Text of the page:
Editor's note: This story was updated to reflect that House Bill 100 passed the Senate on a 21-9 vote.
After a debate among lawmakers over the best way to regulate services like Uber and Lyft, the Texas Senate on Wednesday backed a proposal that would override local regulations concerning ride-hailing companies.
House Bill 100 would establish a statewide framework to regulate ride-hailing companies and undo local rules that the two companies have argued are overly burdensome for their business models.
“Regulating them at the city level will always be challenging,” the bill's Senate author, state Sen. Charles Schwertner, R-Georgetown, said. “Transportation, by nature, is a regional concern.”
His bill passed in the upper chamber in a 20-10 vote on its third and final reading. The measure now heads to the governor’s desk.
Though the vote on the bill was originally announced as 20-10, senate records later showed it actually passed 21-9, meaning more than two-thirds of the Senate supported the measure. That distinction matters because of a provision in the bill that allows it to go into effect immediately after the governor signs it instead of on Sept. 1 if it receives support of two-thirds of the members in both chambers. As the measure passed the House in a 100-35 vote, it means ride-hailing companies like Uber and Lyft could potentially return to cities like Austin as early as this summer.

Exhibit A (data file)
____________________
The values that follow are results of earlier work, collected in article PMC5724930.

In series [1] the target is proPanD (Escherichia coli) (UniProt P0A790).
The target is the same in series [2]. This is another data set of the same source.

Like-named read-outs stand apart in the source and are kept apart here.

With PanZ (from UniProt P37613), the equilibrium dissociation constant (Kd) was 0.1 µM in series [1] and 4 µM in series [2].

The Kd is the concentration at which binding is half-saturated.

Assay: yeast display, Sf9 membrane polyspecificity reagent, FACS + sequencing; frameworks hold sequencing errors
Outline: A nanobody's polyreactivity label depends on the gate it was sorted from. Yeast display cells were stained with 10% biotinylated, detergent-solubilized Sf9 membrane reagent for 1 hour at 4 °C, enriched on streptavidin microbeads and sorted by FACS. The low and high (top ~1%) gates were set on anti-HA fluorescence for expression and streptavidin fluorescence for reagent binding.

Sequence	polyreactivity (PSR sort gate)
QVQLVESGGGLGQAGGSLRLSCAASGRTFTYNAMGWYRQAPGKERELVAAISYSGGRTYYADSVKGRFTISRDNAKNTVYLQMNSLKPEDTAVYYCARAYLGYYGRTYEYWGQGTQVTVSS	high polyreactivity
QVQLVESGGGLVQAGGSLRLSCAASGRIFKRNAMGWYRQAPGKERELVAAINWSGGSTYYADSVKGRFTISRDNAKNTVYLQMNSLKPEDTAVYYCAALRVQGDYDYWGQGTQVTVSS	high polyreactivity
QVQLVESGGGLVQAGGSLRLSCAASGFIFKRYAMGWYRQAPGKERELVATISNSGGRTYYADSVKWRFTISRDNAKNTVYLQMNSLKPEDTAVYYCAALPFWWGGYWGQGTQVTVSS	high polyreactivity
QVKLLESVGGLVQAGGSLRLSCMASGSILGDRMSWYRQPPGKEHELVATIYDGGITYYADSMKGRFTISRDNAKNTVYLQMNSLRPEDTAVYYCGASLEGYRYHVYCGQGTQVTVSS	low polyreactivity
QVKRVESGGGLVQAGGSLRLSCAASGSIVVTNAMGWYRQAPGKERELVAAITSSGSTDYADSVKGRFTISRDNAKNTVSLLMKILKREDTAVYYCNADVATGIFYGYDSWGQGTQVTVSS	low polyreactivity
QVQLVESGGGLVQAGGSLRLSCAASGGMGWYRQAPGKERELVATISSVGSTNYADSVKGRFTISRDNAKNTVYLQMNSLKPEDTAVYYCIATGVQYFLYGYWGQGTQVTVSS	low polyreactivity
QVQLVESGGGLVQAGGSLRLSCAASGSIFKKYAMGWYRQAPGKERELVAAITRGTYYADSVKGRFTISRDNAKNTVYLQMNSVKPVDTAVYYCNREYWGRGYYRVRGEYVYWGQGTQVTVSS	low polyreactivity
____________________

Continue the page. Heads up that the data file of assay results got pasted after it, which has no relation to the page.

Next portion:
At times, the debate over the bill appeared to veer into whether its passage would create a barrier for future ride-hailing services attempting to compete in the marketplace. Though he still voted for the measure, state Sen. Don Huffines, R-Dallas, expressed concerns that the bill would stifle the free market.